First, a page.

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What It Takes To Land A Gig As A Grammys Backup Dancer via (2016)

Updated: Jul 25, 2023

In 2016, Miss Ksyn had the pleasure of being a contributing writer for the Huffington Post talking about her experience of prepping for an awards show as s professional dancer.. Here is what she had to say...

To some people, the life of a professional dancer must seem rather simple. They think you wake up, take classes, rehearse, perform and that's it. But in reality there is so much that goes into not only being a professional dancer, but the entire behind-the-scenes prep of any show, especially a show like the Grammys.

Life as a dancer definitely varies from day-to-day. If I am not preparing for a show or booked on a gig, I’m teaching workshops and private class sessions, I’m working out and stretching, and taking classes myself. I also look up YouTube workout videos or have a session with a trainer once or twice a week to maintain my figure. You are always growing and learning even if you are not working.

However, when I’m preparing for a show … my schedule goes absolutely crazy. In most cases, you put everything else on hold to concentrate on the gig ahead. Well, you try to do that. I always end up stuck trying to fit in my rehearsal schedules, stage prep, costume fittings, teaching, auditions and workouts all into a 24-hour day. It can quickly get very hectic and very tiring, but somehow I’ve learned to make it work without adding extra stress in order to prepare for the process that waits ahead of me … auditioning!

The audition process for any show can be kind of nerve-racking no matter how long you have been dancing or auditioning. So I always try to stay in a clear and positive frame of mind so that I am mentally prepared.

Here’s the scene: You walk into a room, head shot and resume in hand, sign in and see so many -- sometimes hundreds -- of dancers all auditioning for the same artist and show that you are. You receive a number and then wait in a holding room till your number is called. Once you’re called, you are taught all of the choreography in 15 to 20 minutes. You are then put into smaller groups, normally of five dancers, and asked to perform everything you were just taught.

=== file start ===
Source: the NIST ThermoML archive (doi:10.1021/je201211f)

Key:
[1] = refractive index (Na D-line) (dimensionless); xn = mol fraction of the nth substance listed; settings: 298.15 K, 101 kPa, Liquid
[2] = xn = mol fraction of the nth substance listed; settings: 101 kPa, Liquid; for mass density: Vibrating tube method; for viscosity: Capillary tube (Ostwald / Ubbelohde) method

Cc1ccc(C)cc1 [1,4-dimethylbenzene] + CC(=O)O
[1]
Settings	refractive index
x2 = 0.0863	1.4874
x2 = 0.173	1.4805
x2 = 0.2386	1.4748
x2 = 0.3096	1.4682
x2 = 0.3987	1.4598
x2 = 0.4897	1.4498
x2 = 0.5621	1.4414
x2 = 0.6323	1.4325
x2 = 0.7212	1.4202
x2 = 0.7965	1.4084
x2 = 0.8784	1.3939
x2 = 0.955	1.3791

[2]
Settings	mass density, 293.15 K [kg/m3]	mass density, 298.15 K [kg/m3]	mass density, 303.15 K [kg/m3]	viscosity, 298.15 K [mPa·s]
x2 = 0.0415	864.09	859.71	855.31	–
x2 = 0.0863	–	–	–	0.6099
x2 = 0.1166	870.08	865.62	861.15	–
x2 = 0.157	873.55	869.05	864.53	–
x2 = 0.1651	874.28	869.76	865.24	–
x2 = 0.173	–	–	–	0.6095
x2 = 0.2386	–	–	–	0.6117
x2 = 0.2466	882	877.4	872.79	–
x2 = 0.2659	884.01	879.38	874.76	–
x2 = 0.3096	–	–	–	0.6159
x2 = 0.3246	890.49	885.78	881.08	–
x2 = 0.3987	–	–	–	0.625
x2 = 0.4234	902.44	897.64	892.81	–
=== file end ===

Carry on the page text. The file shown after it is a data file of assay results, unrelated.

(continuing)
You do this in front of a table filled with people who will be deciding if you make the cut.

You may have to do the process all over again -- this time learning a little more choreography and going in smaller groups. More sitting and waiting. Finally, they make another cut, or your agent calls, letting you know you made it and have been officially booked.

Sounds kind of stressful and nerve-racking, right? Right!

Even though you typically work repeatedly with the same artists or choreographers, no matter how many times I go through the process, it always makes my palms a bit sweaty and a little nervous.

With all of the prep that goes on behind-the-scenes to produce shows like the Grammys, it’s really hard as an individual to find a balance. From the eight to 12-hour-plus rehearsals for the dancers and the artists, to the meetings about costumes, wardrobe, hair, and makeup, it is a long and tedious process -- and all that has to happen before we can even attempt to run a complete show from start to finish.

The day of the show is usually just as crazy. The early call times to rehearse and camera block on the stage with lighting so that the performance can be just right, to having so many hairstylists and makeup artists to accommodate all of the dancers … you can only imagine the amount of running around that’s going on.

Once everything is over and the show is finally done, of course we normally head out with the crew to celebrate, maybe even to the event’s official after-party. If not, we will just meet up after the show to go hang out and enjoy a few drinks around great company. It’s a great way to sit back and relax after the business of the day ... at least until the next show.

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